Media Log: New Cholesterol Drugs Are Overpriced, Analysis Finds

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When new pharmaceutical drugs are released into the market, nonprofit organizations such as the Institute for Clinical and Economic Review analyze the drug and make reports on them. These reports prove if the drugs are worth the cost of what they are providing.  Health plans then look at these reports and use them to increase pressure on the makers of the drugs to lower the prices.

Recently, two new cholesterol drugs were added to the market. These drugs have been generating a lot of concern based on their extremely high prices. According to the Institute for Clinical and Economic Review,  the two drugs, Repatha and Praluent are extremely overpriced. The analysis released that the price should be only about one-third the price set by the manufacturers. In an Article released September 9, 2015 in The New York Times, author Andrew Pollack wrote about the absurdity of these two drugs prices. According to the article the drugs yearly prices are ranged from $14,100 to $14,600.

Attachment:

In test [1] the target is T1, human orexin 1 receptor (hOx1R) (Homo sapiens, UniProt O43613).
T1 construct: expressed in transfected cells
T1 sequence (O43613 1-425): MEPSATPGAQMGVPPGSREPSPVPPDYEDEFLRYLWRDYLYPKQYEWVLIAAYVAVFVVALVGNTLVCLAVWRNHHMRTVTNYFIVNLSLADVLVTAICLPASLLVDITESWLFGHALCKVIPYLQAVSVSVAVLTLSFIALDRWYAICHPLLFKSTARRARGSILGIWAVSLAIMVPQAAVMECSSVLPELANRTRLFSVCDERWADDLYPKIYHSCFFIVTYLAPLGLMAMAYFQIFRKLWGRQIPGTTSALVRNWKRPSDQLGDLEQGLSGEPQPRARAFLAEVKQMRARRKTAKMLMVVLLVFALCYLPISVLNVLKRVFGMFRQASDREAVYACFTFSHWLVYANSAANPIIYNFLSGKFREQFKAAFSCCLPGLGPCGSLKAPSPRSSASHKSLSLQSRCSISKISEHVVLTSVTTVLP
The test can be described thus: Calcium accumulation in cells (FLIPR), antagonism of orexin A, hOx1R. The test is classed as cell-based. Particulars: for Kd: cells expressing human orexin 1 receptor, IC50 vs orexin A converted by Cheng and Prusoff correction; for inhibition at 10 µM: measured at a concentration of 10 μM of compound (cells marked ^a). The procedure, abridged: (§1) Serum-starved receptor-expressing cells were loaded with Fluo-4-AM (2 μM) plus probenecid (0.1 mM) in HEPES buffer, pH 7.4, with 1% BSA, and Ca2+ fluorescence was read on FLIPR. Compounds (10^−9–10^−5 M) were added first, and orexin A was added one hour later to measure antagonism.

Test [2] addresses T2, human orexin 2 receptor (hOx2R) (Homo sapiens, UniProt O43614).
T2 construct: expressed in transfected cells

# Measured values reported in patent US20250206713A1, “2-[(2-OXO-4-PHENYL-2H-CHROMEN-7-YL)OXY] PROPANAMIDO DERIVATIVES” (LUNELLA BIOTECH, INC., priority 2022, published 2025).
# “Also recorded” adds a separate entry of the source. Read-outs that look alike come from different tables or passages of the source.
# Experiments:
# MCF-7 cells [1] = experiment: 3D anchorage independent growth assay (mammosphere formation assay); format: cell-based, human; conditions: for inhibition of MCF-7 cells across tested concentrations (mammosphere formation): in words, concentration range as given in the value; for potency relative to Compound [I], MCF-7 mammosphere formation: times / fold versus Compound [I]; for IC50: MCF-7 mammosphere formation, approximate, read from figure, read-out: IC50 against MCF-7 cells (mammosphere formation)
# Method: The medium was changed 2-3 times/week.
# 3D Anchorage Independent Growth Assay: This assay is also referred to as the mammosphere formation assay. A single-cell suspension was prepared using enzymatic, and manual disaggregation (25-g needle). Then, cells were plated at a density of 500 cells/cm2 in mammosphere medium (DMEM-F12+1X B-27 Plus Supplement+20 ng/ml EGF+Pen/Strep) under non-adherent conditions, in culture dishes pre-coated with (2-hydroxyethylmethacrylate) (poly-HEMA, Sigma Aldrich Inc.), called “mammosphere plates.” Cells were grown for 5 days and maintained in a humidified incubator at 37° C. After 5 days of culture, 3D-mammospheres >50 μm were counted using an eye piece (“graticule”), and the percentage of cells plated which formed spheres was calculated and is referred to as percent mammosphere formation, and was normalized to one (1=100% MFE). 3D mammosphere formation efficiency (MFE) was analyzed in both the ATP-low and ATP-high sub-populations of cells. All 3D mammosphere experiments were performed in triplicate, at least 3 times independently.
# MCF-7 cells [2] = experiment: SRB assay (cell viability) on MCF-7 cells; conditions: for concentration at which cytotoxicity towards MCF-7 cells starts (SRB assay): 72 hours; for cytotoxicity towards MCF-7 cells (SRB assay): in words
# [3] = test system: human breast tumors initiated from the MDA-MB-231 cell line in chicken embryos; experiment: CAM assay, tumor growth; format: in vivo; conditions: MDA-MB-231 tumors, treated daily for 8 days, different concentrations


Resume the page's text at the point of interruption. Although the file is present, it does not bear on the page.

The news coverage of these two drugs has been extremely negative. According to the article, the drugs should cost around $4,000 a year instead of what it is at right now. This negative news coverage will impact both people considering taking the drug as well as health plans and doctors. No one is going to want to take the medicine knowing that it is so overly priced. The article will also convince health plans to push these pharmaceutical companies to change the price of the drugs.

As a Public Relations professional working for either of these pharmaceutical companies, I would suggest to first do research and make sure that the ICER’s report was accurate. While this is being researched, I would make a public announcement stating how this report hasn’t been reviewed or even fully published yet. I would also emphasis the benefits of taking this new cholesterol drug. According to the article, it is estimated that the use of the drug would prevent hundreds of thousands of deaths, heart attacks or strokes over the next twenty years.

Link to article

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